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Emmanuel Olisadebe

Cultural and Education Section of the British Embassy - British Council
 This article was generously provided to ClubFootball by the British Council, which operates in China as the Cultural and Education Section of the British Embassy.

 

Nigeria's loss is Poland's gain - how Nigerian Emmanuel Olisadebe ended up leading Poland to the 2002 World Cup.
 
After a long period in the football wilderness, Poland will be travelling to Japan and South Korea in 2002 having qualified for their first World Cup since 1986. Their team is spearheaded by one Emmanuel Olisadebe, a 22-year old Nigerian-born striker who adopted Polish citizenship merely a year ago and in doing so, became the first black player to represent Poland at national team level.
 
Now playing for Greek club Panathanaikos, it's an incredible journey which began four years ago, when Emmanuel was discovered by Polish scouts whilst playing for Nigerian club Jasper United. Having failed to impress coaches in trials at Ruch Chorzow and Wisla Krakow, Emmanuel was eventually taken on by the unfashionable Polonia Warsaw club, long regarded as traditional strugglers in the league.
 
However Emmanuel quickly developed a reputation as a deadly penalty-box predator and led the team to an unprecedented League and Cup Championship double in the 2000 season.
 
At that stage, Zbigniew Boniek, arguably Poland's greatest player ever, began a campaign to secure Polish citizenship for Emmanuel so that he could represent Poland in the 2002 World Cup qualifying matches. Just before the start of the first qualifier, Emmanuel was granted Polish citizenship (rumoured to have been ordered by presidential decree!) and with seven goals to his name and World Cup qualification secured, no-one in Poland is complaining about any preferential treatment given to Emmanuel!
 
Of course, many observers would ask why Olisadebe chose to turn his back on playing for his home country Nigeria. However, it appears that the Nigerian Football Association were as much to blame for failing to recognise Emmanuel's potential.
 
In a recent interview with African Soccer Magazine he said: "I knew I might have played for Nigeria some day but the trouble was I did not know when, maybe when I was 30, and I didn't want to keep waiting and dreaming. I was playing in Poland, in Europe, playing well, scoring goals, won the league and never received a call-up. Yet players in the German Third Division who don't even command a regular place were invited. I kept asking myself, what's going on?"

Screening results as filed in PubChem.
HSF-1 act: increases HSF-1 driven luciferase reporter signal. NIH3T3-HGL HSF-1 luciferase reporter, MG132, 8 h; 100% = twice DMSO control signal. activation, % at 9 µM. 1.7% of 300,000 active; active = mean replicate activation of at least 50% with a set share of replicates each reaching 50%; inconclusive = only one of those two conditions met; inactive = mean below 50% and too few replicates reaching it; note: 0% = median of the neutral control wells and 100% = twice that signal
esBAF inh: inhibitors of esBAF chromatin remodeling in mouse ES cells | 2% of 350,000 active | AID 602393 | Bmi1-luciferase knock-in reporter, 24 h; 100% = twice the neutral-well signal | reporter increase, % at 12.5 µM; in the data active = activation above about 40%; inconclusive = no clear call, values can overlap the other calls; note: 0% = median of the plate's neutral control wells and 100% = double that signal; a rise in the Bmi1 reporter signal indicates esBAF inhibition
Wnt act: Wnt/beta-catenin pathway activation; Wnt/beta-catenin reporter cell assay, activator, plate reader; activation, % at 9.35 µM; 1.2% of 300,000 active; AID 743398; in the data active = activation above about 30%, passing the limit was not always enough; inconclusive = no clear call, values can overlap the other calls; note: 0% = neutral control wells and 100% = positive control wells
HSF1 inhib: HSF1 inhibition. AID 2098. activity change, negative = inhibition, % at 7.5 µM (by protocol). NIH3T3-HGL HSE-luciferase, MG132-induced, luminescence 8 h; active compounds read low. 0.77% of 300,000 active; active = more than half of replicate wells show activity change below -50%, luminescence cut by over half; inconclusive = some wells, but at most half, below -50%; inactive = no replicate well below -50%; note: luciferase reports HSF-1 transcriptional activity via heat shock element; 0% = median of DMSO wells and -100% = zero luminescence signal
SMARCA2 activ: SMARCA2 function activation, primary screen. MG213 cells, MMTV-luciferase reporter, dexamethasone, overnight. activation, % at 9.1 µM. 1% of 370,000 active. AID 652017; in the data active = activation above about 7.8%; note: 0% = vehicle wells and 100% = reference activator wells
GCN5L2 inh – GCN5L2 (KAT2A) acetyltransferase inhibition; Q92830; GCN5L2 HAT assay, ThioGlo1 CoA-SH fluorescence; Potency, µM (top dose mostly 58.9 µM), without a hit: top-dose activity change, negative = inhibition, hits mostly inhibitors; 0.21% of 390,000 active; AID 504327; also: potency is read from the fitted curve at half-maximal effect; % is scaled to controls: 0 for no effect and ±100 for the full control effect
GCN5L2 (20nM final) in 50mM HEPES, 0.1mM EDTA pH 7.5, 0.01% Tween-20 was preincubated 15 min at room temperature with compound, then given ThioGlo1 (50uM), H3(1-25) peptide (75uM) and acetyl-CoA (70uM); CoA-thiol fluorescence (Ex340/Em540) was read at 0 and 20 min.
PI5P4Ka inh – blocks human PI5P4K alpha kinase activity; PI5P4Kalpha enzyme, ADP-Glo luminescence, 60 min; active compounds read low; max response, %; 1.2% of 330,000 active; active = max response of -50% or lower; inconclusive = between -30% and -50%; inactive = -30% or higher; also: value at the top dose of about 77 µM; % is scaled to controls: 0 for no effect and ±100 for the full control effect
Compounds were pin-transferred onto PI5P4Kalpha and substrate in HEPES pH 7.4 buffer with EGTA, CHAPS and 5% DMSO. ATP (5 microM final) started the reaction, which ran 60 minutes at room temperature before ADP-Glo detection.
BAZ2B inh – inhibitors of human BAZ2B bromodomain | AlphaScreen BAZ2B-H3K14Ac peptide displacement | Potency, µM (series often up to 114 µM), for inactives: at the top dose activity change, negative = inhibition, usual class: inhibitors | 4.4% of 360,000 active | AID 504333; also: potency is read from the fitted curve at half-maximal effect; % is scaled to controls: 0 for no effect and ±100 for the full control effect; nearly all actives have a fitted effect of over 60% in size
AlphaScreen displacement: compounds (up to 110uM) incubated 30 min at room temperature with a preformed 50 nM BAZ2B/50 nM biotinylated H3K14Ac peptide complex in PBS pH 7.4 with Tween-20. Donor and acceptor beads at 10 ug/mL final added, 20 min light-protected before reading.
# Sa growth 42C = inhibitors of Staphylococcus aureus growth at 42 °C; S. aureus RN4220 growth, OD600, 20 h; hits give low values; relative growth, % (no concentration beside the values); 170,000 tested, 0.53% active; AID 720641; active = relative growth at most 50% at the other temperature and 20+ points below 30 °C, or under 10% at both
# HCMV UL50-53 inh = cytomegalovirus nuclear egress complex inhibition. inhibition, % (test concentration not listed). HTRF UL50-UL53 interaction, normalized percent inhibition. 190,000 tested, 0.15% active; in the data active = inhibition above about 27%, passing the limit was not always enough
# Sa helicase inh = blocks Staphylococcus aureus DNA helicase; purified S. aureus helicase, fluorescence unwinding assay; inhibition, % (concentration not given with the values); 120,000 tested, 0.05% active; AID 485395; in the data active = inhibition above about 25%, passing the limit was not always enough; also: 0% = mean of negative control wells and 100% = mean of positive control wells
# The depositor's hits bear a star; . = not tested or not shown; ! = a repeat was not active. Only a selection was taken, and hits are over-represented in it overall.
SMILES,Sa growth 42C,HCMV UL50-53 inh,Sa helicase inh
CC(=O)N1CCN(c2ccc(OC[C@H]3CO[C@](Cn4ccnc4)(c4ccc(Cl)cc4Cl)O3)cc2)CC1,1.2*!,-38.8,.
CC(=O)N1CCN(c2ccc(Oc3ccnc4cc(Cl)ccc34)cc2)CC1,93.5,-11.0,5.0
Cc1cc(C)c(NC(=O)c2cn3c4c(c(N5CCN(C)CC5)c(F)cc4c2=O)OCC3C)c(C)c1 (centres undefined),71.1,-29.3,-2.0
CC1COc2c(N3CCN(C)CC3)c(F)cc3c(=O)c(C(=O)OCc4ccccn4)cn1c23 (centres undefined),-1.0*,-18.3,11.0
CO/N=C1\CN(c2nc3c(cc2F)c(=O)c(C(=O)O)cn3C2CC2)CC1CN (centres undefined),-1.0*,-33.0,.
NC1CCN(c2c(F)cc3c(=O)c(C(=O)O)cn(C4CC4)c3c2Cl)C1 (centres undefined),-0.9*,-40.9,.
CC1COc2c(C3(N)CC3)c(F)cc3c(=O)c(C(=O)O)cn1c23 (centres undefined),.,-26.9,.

So when Poland's national coach Jerzy Engel offered Emmanuel the chance to join Poland's quest for World Cup qualification, he had little hesitation in accepting the opportunity.
 
The decision to take up Polish nationality is one which Emmanuel has little difficulty in reconciling. "It is not only about football. Football is probably 10 or 15 years of active life. With Polish citizenship I could do other important things after retiring from football. Anyway, I am not the first Nigerian to have acquired foreign citizenship. I have Nigerian blood flowing in my veins and nobody can take that away."
 
Nevertheless, as an unknown player who was one of the very few black citizens in Poland, it was a struggle for Emmanuel to adapt to his new life in Eastern Europe at first. "I think they weren't used to seeing black people", said Emmanuel.
 
He also had to battle hard to overcome the taunts of racist fans during his early days in Poland and Emmanuel recalls one dreadful experience in an away match against Lodin: "Nothing like that had ever happened. I was shocked. I took the ball to the corner flag and all of a sudden it was as if it was raining bananas. Around 50 or so came pouring down on me. I was in shock, but the players from the other team were saying to me: 'Emmanuel, don't worry, they're hooligans, they're drunkards.' Afterwards the club sent me a letter of apology."
 
"I guess I've got to live with it", he explained. "It doesn't bother me anymore, but it's everywhere and if I can be involved in the fight against racism I would love to help. I've done interviews and been on posters in Poland, which has helped, but it's not a small problem and takes time."
 
However, the vast majority of Poland's football fans recognise Emmanuel's huge contributions to Polish football's resurgence. "The last couple of games have been marvellous" said Emmanuel. "They chant my name to motivate me. I never expected anything like this."
 
Emmanuel is also quick to praise his fellow players in the national squad. "From the start everything has been good. They knew I was young, and they encouraged me, told me not to worry and that nobody would scream at me, that I was playing for a nation and all I needed to do was to play naturally as if I was playing for my club. It was great, the right message I need to get going."
 
Whether Emmanuel will spark a trend in African players representing European national teams remains to be seen. If the Nigerian team had been more vigilant, perhaps Emmanuel would be lining up in the 2002 World Cup representing the country where he grew up. As it is, the tournament could provide us with one of the most intriguing scenarios ever witnessed - a Nigerian-born player in a Poland shirt lining up against his countrymen in a match which determines who gets through to the next round of the World Cup!

 

Michael Lee, October 2001

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